The State Department is issuing "demonstration alerts" in Amsterdam, Sydney, Bermuda and elsewhere as demonstrations in support of growing protests over the death of George Floyd continue with plans to assemble near U.S. diplomatic posts.
U.S. government personnel and U.S. citizens are advised to avoid areas of demonstrations and exercise caution, as "demonstrations intended to be peaceful can quickly turn confrontational and escalate into violence," said the U.S. Embassy and Consulates in the Netherlands.
#Netherlands: A demonstration in support of ongoing protests throughout the U.S. is expected on June 1 from 2-4 p.m. The group will assemble near the U.S. Embassy on the Museumplein in Amsterdam. The Dutch police will be present to ensure public safety. https://t.co/R0q40G77bP pic.twitter.com/M3YkJzbQnQ— Travel - State Dept (@TravelGov) May 31, 2020
The U.S. Consulate General in Sydney said it would close early on June 2, as demonstrations may take place beginning at 5 p.m. Tuesday.
#Sydney #Australia: Demonstrations may take place on June 2 beginning at 5 pm. The groups intend to protest the death in the U.S. of George Floyd. Police expect counter-protestors. The U.S. Consulate General in Sydney will close early on June 2. https://t.co/5AfTml7rqs pic.twitter.com/GlCtASaM8a— Travel - State Dept (@TravelGov) June 1, 2020
Monday, the U.S. Consulate General in Bermuda said it is closed to the public but expects to reopen for emergency services only on Tuesday. Social media reports the possibility of demonstrations occurring in Hamilton, Bermuda.
#Bermuda: Social media report possible demonstrations on June 1. The U.S. Consulate General will be closed on June 1. We expect to reopen for emergency services only on June 2. Be aware of your surroundings, and avoid crowds and demonstrations. https://t.co/DOzIV1Jfr4 pic.twitter.com/IwSjQAaZyq— Travel - State Dept (@TravelGov) June 1, 2020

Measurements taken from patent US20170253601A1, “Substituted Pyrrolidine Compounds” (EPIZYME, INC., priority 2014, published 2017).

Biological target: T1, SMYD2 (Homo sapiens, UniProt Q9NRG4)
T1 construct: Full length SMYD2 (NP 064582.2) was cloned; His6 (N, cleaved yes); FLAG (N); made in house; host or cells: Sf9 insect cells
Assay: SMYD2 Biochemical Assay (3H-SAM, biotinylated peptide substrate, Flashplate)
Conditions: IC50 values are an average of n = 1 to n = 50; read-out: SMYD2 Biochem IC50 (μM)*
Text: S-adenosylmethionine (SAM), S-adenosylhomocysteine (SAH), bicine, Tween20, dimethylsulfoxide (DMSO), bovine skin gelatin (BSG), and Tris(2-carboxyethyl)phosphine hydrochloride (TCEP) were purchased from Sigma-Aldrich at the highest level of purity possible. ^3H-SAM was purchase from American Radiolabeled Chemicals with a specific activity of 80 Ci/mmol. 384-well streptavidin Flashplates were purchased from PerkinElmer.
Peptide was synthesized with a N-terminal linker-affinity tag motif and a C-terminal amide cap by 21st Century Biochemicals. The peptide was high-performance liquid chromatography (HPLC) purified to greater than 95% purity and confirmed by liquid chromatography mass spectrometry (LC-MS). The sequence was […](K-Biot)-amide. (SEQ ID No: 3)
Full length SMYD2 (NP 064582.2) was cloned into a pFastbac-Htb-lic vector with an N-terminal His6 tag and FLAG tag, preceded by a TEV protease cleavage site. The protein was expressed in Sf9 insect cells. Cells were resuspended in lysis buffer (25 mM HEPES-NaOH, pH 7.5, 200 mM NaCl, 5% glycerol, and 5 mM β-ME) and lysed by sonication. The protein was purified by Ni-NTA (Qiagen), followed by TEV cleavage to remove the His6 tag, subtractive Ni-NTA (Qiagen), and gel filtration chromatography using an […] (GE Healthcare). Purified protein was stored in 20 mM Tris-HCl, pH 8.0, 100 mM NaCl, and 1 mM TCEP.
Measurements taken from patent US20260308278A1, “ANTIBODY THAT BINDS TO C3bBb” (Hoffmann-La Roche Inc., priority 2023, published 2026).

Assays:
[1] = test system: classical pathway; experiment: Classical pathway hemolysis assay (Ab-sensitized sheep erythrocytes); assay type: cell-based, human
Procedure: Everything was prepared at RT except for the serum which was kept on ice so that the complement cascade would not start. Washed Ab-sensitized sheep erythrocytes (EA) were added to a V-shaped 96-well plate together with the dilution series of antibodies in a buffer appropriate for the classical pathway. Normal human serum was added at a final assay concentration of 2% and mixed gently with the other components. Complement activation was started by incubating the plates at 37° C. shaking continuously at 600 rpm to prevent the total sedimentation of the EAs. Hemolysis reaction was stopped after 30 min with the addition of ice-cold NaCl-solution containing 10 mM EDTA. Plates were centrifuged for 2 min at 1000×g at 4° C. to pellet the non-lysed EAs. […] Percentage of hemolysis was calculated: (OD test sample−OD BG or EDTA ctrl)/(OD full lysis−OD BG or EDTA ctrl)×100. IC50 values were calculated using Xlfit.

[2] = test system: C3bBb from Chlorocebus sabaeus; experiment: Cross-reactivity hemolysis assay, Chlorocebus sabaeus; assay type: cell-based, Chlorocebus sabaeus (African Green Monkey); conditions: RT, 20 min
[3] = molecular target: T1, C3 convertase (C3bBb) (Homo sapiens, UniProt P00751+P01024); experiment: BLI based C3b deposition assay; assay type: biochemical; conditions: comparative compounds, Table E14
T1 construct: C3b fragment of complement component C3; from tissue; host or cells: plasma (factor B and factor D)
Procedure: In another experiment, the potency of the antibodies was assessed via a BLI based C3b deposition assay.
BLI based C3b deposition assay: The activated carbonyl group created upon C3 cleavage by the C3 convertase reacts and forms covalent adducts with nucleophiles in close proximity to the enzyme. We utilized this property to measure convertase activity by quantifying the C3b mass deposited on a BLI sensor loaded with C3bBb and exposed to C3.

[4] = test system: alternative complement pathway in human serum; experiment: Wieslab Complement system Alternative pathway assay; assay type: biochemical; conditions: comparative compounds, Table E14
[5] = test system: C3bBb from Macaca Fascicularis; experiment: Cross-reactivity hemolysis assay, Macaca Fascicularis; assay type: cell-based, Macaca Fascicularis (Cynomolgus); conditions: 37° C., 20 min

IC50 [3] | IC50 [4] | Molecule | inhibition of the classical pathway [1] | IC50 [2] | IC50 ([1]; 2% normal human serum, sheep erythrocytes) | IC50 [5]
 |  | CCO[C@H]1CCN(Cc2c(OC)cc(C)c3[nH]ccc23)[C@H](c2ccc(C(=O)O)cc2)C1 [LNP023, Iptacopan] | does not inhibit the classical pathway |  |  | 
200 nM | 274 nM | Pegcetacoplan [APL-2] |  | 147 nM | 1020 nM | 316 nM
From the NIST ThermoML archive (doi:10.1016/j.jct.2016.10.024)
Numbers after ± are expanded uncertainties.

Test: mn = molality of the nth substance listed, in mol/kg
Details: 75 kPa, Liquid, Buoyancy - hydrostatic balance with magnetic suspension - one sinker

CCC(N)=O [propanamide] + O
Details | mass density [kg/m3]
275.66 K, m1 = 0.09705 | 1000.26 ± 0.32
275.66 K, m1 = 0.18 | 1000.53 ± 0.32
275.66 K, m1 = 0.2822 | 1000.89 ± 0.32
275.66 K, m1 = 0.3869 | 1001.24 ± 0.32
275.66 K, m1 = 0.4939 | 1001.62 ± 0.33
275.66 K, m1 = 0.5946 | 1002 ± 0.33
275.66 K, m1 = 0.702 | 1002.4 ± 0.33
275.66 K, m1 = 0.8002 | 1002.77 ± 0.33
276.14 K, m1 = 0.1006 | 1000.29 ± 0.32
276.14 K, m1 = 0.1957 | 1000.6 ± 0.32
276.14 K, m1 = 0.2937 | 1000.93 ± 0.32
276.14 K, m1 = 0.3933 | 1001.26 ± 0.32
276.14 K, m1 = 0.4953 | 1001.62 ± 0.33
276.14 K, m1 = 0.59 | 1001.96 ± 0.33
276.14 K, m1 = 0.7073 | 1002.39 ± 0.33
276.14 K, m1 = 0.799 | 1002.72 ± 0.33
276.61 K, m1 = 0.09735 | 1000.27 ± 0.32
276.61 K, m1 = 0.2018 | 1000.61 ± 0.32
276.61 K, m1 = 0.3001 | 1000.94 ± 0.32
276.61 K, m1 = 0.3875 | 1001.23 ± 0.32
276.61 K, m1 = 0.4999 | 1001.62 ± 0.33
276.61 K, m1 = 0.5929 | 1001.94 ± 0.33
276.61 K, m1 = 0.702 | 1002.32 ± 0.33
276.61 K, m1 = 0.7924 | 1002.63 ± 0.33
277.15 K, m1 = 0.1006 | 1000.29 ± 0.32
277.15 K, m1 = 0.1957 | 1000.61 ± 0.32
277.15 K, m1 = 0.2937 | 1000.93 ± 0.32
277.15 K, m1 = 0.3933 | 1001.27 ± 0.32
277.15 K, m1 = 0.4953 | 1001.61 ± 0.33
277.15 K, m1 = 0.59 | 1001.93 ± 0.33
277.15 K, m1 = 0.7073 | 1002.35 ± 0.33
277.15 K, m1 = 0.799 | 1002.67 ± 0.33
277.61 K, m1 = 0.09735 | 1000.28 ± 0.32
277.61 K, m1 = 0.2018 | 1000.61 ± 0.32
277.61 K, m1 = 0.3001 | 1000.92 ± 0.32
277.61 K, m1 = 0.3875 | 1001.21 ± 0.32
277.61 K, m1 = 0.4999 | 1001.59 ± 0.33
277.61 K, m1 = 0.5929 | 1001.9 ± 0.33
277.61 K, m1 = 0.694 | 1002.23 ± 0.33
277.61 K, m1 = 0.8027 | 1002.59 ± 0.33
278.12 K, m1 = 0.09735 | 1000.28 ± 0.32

Local police in those cities are expected to be present to ensure public safety.
Protesters worldwide are voicing support for the anti-discrimination demonstrators in the U.S.
The U.S. protests began last week in Minneapolis, where George Floyd, a 46-year-old African American, died after being held handcuffed, face down, with a police officer's knee on the back of his neck for more than eight minutes.
Derek Chauvin, the officer who held down Floyd, was charged with third-degree murder and second-degree manslaughter. Chauvin was fired, as were three other officers who were present and allegedly did not intervene. Chauvin is scheduled to appear in court Monday in Minneapolis. The Minnesota attorney general's office will take the lead in prosecuting the case.
Monday, thousands of people in New Zealand marched in solidarity with those in the United States protesting Floyd's death in police custody.
Protesters in Auckland marched to the U.S. Consulate and chanted slogans familiar at U.S. protests, including "black lives matter" and "no justice no peace."
Monday's demonstrations followed those Sunday in Britain, Brazil, Canada and other countries.
Thousands of protesters gathered in central London to voice their support for those in the United States who have turned out to condemn police conduct since Floyd's death last week in Minneapolis, Minnesota.
London protesters held signs saying, "racism has no place", "justice for George Floyd" and "I can't breathe" — a reference to Floyd's words during his arrest.
Protesters in Denmark marched to the U.S. Embassy in Copenhagen on Sunday, carrying placards with such messages as "stop killing black people." In Germany, protesters carried signs saying, "hold cops accountable."
Some information in this report came from the State Department.